Similar to our study, Schmidt et al. evaluated the effect of opioids on the biliary system of newborns (20). The results showed that the administration of fentanyl had no effects on the length, width and volume of the gallbladder in newborns. The sample size and fentanyl maintenance dose in the Schmidt’s study were not significantly different compared with those in our study, but the average gestational age and birth weight of the newborns in his study were higher than ours. Also, in both studies the technique used in the ultrasound evaluation in both studies was the same. However, it should be noticed that total parenteral nutrition (TPN), which is common in the ICU, intensifies gallbladder dilatation (21). Therefore, we consider fentanyl a preferred short-term analgesic with less adverse effects than morphine to be used in NICU.

We compared changes in gallbladder dimensions in both morphine- and fentanyl-treated groups. To the best of our knowledge, no similar study has so far been conducted in this regard. However, some studies have reported that in adults morphine and fentanyl can raise the pressure inside the biliary duct and the sphincter of Oddi. Morphine can also decrease the diameter of the common bile duct but fentanyl has not been found to have the same effect. Considering the size and diameter of the common bile duct in newborns, especially premature neonates, this effect may cause biliary stasis and dilatation, and in a long-term period, may cause hydrops of the gallbladder. There were no records of direct hyperbilirubinemia in any of the cases evaluated in this study.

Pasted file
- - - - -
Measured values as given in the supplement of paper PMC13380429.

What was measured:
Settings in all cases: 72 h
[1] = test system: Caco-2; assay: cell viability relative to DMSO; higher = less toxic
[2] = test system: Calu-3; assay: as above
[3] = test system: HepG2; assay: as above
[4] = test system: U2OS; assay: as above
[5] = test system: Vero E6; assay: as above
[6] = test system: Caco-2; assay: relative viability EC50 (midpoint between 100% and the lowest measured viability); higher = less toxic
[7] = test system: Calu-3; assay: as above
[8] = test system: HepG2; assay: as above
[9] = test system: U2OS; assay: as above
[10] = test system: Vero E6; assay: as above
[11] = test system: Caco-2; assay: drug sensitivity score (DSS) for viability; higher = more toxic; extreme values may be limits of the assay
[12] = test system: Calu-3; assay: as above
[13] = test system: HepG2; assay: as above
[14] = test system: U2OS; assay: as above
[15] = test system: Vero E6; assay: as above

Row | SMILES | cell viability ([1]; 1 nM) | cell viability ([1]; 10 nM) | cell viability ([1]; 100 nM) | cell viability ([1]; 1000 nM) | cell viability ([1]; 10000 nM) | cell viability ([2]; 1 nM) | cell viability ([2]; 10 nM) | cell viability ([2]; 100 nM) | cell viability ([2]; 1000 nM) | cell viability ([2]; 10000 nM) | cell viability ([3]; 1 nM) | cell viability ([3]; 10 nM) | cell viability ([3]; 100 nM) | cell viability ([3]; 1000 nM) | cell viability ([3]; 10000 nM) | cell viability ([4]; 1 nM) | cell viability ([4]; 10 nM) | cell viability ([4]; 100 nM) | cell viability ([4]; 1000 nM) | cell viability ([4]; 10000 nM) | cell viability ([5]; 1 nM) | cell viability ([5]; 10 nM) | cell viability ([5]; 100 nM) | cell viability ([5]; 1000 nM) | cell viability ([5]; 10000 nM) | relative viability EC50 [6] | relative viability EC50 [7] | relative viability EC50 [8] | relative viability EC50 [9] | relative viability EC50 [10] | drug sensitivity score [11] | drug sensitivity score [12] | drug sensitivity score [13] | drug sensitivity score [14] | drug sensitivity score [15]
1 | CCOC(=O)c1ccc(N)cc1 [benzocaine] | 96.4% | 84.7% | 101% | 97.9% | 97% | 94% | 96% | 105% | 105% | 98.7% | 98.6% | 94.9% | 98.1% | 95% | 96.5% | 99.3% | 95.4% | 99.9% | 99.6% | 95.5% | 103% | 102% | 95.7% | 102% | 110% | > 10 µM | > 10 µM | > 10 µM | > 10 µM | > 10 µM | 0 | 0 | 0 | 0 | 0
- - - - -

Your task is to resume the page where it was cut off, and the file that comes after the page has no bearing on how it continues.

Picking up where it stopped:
5.1. Limitations

There were some ethical issues regarding the administration of analgesics to neonates who underwent mechanical ventilation. These issues prevented us from comparing the two groups of newborns who received morphine and fentanyl with a group of newborns who received placebo as premedication. Other limitations of the study were the small sample size, which may be attributed to the limited number of beds in the NICU, and the limited period of study time. Insufficient ultrasound devices in our NICU was another difficulty we faced in our study. In certain cases, we needed multiple or same time sonographic evaluation. Considering the limited period of time in which this study was conducted (average of 7 days for each patient), we were not able to monitor the values of gallbladder dilatation for a longer time in the newborns who received maintenance doses of morphine. Furthermore, we were not able to evaluate gallbladder dimension or occurrence of hydrops after the study period.

5.2. Recommendations